Can Dogs Eat Apple Seeds?

Apple seeds are poisonous to dogs (and cats) as they contain an amount of cyanide. This chemical can cause hypoxia or lack of oxygen delivery to their body.

Small amounts of apple seeds, ingested accidentally by your dog shouldn’t cause cyanide poisoning, but if you are worried, phone the vet clinic. But generally, your dog would have to eat a large amount of seeds or consistently consume over an extended period, small amounts to cause poisoning.

Whether it’s a Granny Smith, or my favourites, a Pink Lady, all apples have a total of 5 seed carpels. Within each pocket, the number of actual seeds varies from none to two or more.

The number depends on the maturity of the fruit. Assuming an average of 1.4 seeds per core would total seven seeds per fruit. Some apples may well have more, perhaps even double. 

A lot of apples at once is bad for dogs. As is eating apple cores regularly. This could cause raised levels of cyanide in his body which could be fatal. 

dogs have apples


  • Coma
  • Difficulty walking
  • Dizziness
  • Eyelids drooping
  • Fever 
  • Headache
  • Liver damage
  • Low blood pressure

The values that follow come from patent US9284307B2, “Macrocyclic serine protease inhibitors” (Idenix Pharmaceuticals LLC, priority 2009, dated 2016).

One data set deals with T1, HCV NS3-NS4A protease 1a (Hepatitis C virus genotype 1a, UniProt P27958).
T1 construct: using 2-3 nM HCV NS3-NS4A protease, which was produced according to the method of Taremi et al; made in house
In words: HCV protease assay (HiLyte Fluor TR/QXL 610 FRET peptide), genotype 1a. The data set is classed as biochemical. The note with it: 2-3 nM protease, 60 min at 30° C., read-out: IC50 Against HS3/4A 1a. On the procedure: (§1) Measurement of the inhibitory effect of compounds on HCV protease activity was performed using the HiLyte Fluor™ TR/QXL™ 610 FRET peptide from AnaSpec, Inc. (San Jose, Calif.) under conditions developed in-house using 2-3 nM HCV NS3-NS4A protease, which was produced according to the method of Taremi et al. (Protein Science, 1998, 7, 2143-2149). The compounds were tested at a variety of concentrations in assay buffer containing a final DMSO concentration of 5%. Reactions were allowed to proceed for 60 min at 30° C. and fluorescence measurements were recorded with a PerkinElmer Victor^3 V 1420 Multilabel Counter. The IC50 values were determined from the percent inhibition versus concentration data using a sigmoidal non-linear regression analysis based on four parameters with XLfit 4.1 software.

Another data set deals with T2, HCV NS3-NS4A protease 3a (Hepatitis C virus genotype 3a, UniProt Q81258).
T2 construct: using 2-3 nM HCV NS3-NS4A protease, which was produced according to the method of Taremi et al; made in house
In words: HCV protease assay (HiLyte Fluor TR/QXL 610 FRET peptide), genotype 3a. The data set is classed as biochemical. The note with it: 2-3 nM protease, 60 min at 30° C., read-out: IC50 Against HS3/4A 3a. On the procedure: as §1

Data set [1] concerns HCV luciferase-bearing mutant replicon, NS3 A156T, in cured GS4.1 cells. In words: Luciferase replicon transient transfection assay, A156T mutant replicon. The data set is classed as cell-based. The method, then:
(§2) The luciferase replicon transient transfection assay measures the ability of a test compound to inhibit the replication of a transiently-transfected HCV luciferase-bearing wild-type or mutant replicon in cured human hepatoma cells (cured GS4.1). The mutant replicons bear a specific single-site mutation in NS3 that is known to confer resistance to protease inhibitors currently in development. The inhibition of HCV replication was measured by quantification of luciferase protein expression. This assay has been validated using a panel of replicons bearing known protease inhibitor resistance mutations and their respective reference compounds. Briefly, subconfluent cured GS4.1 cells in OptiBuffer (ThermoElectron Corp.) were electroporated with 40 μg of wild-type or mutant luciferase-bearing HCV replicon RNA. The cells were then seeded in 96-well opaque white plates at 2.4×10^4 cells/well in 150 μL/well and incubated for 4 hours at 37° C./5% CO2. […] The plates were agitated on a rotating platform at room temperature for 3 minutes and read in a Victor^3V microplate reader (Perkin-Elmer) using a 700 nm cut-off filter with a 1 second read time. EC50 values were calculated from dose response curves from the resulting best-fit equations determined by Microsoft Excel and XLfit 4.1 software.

• Mental confusion
  • Nausea and vomiting
  • Seizures
  • Skin turning blue (fur may obscure this)
  • Death

The other risk from apples is a potential choking hazard. 

If you feed your dog an apple or just the discarded core, then they will inevitably consume the seeds inside. Even fussy eaters will at least chew the centre thus inadvertently swallowing the poisonous seeds. 

Without the core and seeds then raw or cooked apples are totally safe for dogs. Apples are high in fibre and low in fat, making them an ideal snack. They are particularly great for dogs who are overweight or senior pets who may have a slower metabolism. They are also a great source of vitamins A and C, which are essential for maintaining healthy bones and tissue. 

Dogs can eat apples in moderation if you remember to remove the core and seeds first to avoid cyanide poisoning. 

can dogs have apple seeds

Treatment Plan

Indicators of problems in a pet suspected of eating cyanide-harbouring pits, stems or leaves include the development of bright red mucous membranes, enlarged pupils, respiratory distress, fear or nervousness, and signs of shock. The condition can be fatal if untreated, so take your dog to a vet immediately if these symptoms occur. 

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We’ve created a comprehensive list of what foods your dog can and can’t eat. Sign up for our free handout and we’ll email you a copy immediately.